Questions still linger on downed Turkish plane

Questions still linger on downed Turkish plane

ANKARA - Hürriyet Daily News
Questions still linger on downed Turkish plane

Turkish RF-4E warplanes are seen on a surveillance task in this file photo. A defense industry source says the way a RF-4E jet was downed is still unclear. DHA photo

Questions surrounding the downing of a Turkish RF-4E warplane on June 22 still linger, despite a recent government report pointing to a Syrian air defense missile that did not directly hit the plane.

The presence of a Russian fleet in Syrian territorial waters is stirring up questions over the report issued Sept. 19 by the Turkish Chief of General Staff Military Prosecutor’s Office about the downing in the Mediterranean Sea. “If we wind back the film from the beginning and analyze it in a timeline, you will realize that some parts are still missing,” a well-informed source from the defense industry, who did not want to be named, told the Hürriyet Daily News. “The plane was shot down north of Syria, but it was a Lebanese media outlet that first announced the news, not the Syrians. One must ask how Lebanon learned of the event before the Syrians. Secondly Syrians stated they had no radar image, the plane was hit by an antiaircraft weapon as it was flying near Syrian territory.

The Syrian air defense system is one of the most effective ones in the Middle East. Israel used the most advanced electronic jamming technology to attack in Operation Orchard. Their statement is not convincing unless similar jamming was not active,” the same source said, recalling that Syrians had guided Turkish search and rescue teams to the correct region of the sea. “It means their radar was able to follow the plane closely.”

“Russia claimed to offer radar images to Turkey. We know that one of the most powerful ships from the Russian fleet, Admiral Chabenenko, was in Syrian waters. It is an Udaloy II class destroyer. It has the highest technology to control airspace,” he said, adding that if the information is true it means that Russia could have also followed the plane.

“The existence of a Russian fleet and its capacity to hit a Turkish plane bring some hesitations to mind,” the source said, explaining why Turkey may not have seen radar signals of missiles or the missiles’ own radar signals. Radar signals of missiles are the images of a missile on radar, but the missiles’ radar signals are the signals that missiles transmit and Turkey receives.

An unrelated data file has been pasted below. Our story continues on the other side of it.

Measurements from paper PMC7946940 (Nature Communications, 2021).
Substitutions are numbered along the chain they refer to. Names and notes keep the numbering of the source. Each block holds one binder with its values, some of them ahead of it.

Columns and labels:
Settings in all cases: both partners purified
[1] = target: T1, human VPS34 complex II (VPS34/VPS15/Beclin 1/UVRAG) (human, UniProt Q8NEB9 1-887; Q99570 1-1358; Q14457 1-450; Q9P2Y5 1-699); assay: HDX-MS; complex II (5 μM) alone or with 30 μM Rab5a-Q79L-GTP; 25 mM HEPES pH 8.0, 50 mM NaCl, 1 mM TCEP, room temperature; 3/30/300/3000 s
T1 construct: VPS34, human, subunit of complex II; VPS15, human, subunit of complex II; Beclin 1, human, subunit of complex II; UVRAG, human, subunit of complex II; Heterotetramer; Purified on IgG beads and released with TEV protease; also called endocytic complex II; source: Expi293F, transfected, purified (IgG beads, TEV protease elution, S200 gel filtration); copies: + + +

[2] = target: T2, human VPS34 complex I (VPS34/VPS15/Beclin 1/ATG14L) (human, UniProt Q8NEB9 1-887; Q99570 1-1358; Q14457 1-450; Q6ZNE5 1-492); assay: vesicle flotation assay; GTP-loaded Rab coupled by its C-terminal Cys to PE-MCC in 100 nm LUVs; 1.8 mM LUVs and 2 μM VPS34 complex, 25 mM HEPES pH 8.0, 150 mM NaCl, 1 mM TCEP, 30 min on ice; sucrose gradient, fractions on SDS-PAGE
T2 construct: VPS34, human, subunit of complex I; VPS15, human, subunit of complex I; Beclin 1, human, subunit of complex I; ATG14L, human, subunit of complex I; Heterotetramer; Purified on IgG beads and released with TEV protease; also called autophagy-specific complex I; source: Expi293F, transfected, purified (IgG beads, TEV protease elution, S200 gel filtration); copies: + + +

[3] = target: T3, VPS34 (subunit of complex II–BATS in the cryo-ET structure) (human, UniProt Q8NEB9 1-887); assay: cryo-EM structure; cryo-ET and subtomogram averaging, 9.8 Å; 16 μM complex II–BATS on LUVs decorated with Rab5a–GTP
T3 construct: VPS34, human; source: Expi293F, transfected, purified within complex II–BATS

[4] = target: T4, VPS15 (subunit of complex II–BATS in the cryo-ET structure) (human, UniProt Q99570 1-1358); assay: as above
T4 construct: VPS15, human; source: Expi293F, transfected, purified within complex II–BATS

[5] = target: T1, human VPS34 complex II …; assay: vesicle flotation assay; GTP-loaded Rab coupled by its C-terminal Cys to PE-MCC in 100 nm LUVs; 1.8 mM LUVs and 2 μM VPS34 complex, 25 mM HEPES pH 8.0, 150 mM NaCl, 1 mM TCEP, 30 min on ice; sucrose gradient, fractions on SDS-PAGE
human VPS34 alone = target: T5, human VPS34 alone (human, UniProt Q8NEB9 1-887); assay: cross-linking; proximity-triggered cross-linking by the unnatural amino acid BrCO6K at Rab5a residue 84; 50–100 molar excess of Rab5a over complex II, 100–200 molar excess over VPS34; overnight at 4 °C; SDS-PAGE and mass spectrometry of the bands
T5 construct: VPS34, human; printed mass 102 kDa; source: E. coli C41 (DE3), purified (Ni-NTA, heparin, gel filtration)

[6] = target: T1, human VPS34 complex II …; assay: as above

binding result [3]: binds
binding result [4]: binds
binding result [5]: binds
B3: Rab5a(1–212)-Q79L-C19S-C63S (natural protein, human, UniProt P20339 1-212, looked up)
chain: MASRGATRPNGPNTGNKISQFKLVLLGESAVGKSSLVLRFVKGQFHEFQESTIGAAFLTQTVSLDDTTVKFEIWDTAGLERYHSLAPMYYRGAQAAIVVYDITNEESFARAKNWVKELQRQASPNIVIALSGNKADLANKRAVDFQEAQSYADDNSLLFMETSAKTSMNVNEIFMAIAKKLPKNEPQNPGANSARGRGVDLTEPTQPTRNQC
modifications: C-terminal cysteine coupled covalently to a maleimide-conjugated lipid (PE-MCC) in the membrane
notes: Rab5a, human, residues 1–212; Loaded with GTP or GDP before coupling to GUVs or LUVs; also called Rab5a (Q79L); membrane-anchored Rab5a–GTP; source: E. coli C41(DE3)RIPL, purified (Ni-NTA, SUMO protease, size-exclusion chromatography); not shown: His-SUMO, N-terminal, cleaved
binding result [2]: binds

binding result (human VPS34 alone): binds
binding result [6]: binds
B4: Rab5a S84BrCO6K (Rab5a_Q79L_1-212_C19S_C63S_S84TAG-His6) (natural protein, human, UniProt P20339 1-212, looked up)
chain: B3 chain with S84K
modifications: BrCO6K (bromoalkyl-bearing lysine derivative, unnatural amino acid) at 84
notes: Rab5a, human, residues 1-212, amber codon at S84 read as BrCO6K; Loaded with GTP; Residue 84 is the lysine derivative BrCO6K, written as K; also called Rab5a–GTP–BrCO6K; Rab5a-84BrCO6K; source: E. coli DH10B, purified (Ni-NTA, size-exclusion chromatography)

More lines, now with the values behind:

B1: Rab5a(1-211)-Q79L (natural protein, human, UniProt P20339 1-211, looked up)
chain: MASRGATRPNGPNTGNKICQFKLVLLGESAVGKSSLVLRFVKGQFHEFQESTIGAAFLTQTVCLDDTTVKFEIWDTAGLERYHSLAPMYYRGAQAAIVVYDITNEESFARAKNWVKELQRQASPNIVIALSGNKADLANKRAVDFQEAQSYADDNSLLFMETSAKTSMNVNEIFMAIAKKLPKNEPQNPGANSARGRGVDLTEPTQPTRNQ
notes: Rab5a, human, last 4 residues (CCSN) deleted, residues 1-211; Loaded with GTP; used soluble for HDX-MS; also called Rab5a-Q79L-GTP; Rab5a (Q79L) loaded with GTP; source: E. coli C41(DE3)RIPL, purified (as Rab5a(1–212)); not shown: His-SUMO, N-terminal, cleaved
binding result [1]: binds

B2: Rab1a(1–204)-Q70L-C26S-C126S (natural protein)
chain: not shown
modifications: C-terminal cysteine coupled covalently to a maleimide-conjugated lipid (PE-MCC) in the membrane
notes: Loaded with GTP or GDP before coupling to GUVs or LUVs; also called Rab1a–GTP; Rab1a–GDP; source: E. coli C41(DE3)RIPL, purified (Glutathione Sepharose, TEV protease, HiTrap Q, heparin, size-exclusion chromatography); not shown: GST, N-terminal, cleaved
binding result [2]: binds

“If we are certain that the plane was downed by a blast effect, then we are talking about a missile. It also brings the question of type. Which missile? A long-range missile fired from Syrian territory would have appeared on Turkish radar. Short-range may not appear on radar, but it could not reach the plane either,” he said. “We have to ask what kind of medium-range missile Syria has in its territory and what kind of short- or medium-range [missile] can be fired from the sea,” he said, emphasizing that a short- or medium-range missile fired from the Mediterranean Sea may not be visible to Turkish radars as geography does not always allow that. “This option brings the Russian fleet to mind as a Syrian navy barely exists.”

Tor missile?

The Tor missile system is an all-weather low-to-medium altitude, short-range system designed to engage air targets such as airplanes and even weapons. The navy version is commonly known as the SA-N-9 “Gauntlet.” This missile can currently be launched from the ship Admiral Chabenenko. Due to its high capacity for maneuvering, speed and accuracy of hitting its target, it is almost impossible to avoid a Tor missile. The proximity fuse that downed the Turkish plane can be installed on this missile as well.